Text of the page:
Journal article

A toolbox for imaging RIPK1, RIPK3, and MLKL in mouse and human cells

Andre L Samson, Cheree Fitzgibbon, Komal M Patel, Joanne M Hildebrand, Lachlan W Whitehead, Joel S Rimes, Annette V Jacobsen, Christopher R Horne, Xavier J Gavin, Samuel N Young, Kelly L Rogers, Edwin D Hawkins, James M Murphy



Necroptosis is a lytic, inflammatory cell death pathway that is dysregulated in many human pathologies. The pathway is executed by a core machinery comprising the RIPK1 and RIPK3 kinases, which assemble into necrosomes in the cytoplasm, and the terminal effector pseudokinase, MLKL. RIPK3-mediated phosphorylation of MLKL induces oligomerization and translocation to the plasma membrane where MLKL accumulates as hotspots and perturbs the lipid bilayer to cause death. The precise choreography of events in the pathway, where they occur within cells, and pathway differences between species, are of immense interest. However, they have been poorly characterized due to a dearth of validated antibodie..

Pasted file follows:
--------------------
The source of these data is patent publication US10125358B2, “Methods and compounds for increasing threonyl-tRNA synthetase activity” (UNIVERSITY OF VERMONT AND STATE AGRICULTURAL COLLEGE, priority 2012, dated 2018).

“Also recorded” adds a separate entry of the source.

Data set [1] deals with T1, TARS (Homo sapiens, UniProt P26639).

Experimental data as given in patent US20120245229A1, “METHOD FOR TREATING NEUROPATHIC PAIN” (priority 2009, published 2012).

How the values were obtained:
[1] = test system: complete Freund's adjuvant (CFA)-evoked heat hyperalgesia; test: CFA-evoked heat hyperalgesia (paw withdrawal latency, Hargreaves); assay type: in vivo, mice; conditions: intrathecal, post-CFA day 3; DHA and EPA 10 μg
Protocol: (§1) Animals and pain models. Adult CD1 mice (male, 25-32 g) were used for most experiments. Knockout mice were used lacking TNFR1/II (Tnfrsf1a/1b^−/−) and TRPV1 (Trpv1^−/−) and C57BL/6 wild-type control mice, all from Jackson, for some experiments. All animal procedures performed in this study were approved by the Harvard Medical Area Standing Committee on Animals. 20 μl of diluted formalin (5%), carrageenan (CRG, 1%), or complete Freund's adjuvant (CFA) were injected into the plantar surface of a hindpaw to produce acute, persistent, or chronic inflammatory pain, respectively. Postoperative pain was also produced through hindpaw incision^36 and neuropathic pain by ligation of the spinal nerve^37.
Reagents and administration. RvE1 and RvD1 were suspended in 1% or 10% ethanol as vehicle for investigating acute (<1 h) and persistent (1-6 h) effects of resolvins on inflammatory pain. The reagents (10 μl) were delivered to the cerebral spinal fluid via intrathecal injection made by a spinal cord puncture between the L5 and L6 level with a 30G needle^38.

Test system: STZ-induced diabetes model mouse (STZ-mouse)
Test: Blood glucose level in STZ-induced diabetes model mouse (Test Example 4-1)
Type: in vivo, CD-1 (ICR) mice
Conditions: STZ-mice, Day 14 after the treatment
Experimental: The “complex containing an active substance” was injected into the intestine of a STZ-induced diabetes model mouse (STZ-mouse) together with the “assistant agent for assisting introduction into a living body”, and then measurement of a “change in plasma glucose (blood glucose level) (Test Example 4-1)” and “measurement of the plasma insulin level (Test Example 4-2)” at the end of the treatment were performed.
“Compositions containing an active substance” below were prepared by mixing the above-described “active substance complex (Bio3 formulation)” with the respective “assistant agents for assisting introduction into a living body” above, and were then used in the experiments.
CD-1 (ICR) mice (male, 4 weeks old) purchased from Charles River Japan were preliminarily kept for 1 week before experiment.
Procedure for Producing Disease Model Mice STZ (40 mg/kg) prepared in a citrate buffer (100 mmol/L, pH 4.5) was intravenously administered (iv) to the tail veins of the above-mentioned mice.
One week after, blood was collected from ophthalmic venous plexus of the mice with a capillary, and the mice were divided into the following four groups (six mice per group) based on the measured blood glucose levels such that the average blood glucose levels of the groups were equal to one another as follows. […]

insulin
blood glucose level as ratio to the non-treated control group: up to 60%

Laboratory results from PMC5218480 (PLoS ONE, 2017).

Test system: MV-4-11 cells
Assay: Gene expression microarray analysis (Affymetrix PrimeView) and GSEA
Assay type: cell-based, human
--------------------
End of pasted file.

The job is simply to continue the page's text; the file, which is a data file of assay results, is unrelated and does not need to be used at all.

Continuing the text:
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Awarded by Australian National Health and Medical Research Council

Funding Acknowledgements

We are grateful to the Australian National Health and Medical Research Council for fellowship (JMH, 1142669; EDH, 1159488; JMM, 1172929), grant (1124735, 1124737, 1105023 and 2002965), and infrastructure (IRIISS 9000653) support, with additional support from the CASS Foundation (ALS) and the Victorian Government Operational Infrastructure Support scheme. We acknowledge the support for AVJ from an Australian Research Training Program Scholarship.